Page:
Lew’s, Quantum, Yum, Abu Garcia, Strike King, Ardent, Rapala, Shimano… The number of brands and the variety of offerings are dizzying. Today’s anglers can be overwhelmed with choices for fishing , so many that it becomes just like buying a car- a real challenge. How often have you gone to your favorite tackle and fishing gear store and simply been overwhelmed and at a loss to make choices given all of today’s fishing products on the market? What creates this problem? Well that’s easy- funds are limited, you want to get the best value for something that represents a fair amount of your discretionary money available for such purchases, and you know you are going to have to live with the decision for a while. So, first of all, rest easy, we’ve all been there- especially when we were starting to get more serious about our fishing. So let me offer some quick decision making tips to help you on your journey towards becoming a more experienced angler and a more seasoned buyer.
1) Buying a good Rod and Reel: Most anglers want to start off with something less expensive. Your level of experience will offer insight here. For example, a Shakespeare spinning combo is a good place to start. A combo will allow you to throw most types of baits under most types of conditions. Specialization comes with experience- where you fish, how you fish, what baits you like to fish, what fish you prefer to target all play into decisions on fishing gear. But when an angler just ramping up in fishing compare takes on “too much” rod and reel- for example, buying an Abu Garcia Revo baitcaster on a well matched flipping stick, after laying out all that money, the inexperienced angler could get discouraged from their lack of baitcasting knowledge ending up with multiple backlashes and, out of frustration, get mad and throw the whole set up into the lake. The Shakespeare Company targets several of its budget-wise combos towards the teen angler or the inexperienced fisherman just beginning to discover lures and a few varying fishing styles. They offer a variety of rods and reels, such as their very durable Ugly Stik line, that will put you in the fish catching game.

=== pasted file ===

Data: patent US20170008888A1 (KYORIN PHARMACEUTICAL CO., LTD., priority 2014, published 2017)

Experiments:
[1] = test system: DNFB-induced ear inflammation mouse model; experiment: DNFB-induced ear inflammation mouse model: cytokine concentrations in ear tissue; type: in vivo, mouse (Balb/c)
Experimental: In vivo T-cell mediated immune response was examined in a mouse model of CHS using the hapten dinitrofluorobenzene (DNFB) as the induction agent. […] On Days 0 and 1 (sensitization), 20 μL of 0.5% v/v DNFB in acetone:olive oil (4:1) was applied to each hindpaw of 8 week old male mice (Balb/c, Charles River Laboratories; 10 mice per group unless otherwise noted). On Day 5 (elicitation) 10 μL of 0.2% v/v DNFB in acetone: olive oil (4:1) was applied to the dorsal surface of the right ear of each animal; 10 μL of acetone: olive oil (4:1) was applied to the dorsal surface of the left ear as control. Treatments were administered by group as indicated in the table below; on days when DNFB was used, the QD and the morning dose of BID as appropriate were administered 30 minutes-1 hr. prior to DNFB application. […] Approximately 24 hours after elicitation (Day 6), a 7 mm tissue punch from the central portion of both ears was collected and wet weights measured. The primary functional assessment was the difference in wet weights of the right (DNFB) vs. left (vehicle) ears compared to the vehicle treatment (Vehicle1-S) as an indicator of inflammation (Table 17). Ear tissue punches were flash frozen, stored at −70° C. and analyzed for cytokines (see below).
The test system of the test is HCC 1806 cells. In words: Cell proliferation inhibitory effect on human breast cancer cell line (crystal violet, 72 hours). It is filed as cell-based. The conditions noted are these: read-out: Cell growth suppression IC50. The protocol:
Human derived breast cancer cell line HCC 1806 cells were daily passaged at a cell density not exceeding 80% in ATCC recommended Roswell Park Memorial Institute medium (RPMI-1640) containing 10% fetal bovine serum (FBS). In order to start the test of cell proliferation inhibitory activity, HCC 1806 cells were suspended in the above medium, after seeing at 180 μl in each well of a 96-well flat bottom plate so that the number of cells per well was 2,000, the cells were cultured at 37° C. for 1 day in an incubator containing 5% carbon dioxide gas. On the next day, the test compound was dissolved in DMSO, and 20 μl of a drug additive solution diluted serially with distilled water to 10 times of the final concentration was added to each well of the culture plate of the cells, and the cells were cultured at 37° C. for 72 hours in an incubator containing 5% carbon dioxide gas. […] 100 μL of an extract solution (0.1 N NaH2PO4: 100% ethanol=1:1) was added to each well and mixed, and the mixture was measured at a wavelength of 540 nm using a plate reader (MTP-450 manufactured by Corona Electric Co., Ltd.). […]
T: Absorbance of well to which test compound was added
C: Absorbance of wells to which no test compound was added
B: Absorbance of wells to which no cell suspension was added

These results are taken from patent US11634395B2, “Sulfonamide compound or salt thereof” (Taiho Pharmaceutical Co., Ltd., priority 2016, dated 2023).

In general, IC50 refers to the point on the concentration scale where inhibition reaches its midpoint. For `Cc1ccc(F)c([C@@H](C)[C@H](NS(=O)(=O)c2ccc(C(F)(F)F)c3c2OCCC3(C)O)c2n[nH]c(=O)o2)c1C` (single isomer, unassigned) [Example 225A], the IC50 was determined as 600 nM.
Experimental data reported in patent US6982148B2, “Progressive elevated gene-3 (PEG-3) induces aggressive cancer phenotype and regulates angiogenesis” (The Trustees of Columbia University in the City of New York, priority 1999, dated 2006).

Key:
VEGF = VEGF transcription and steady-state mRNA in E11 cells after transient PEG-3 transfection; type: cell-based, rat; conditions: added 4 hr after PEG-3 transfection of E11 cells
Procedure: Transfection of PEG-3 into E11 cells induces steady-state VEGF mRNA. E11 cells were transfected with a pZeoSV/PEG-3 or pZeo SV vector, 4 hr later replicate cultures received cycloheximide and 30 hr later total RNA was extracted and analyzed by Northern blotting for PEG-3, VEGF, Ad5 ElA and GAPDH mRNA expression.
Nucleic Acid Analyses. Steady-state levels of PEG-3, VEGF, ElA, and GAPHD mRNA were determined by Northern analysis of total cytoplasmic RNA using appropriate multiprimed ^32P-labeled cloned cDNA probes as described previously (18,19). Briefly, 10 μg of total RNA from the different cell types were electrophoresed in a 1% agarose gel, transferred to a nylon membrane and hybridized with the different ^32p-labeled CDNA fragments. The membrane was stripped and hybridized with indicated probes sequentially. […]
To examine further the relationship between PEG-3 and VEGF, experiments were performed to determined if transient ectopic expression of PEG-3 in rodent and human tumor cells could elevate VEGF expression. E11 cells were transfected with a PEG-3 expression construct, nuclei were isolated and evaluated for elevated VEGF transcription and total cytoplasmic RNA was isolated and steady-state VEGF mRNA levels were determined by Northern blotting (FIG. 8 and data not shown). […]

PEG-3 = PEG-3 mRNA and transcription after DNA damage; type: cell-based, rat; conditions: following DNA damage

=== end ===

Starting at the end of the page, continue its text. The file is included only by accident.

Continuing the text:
As you gain fish catching experience these combos may begin to wear over time or your demands as an improving angler may dictate and slightly higher level of performance leading you to a decision to replace it. This is the fun part, because now you can upgrade and do it with confidence of having more of an idea of what type of equipment best suits the type of fishing you enjoy. Perhaps a next level combo like the Quantum Optix spinning combo. Doing some research never hurts either. It is always good to know what manufacturer won best new product in the category for which you are shopping at the annual fishing industry ICAST trade show. For example, Lew’s Mach Crush Speed Spool SLP baitcast combo was voted best rod and reel combo at ICAST2017, making it four years in a row that Lew’s has won that category. 13 Fishing, a company that has taken ICAST by storm the last few years, also makes a great spinning combo.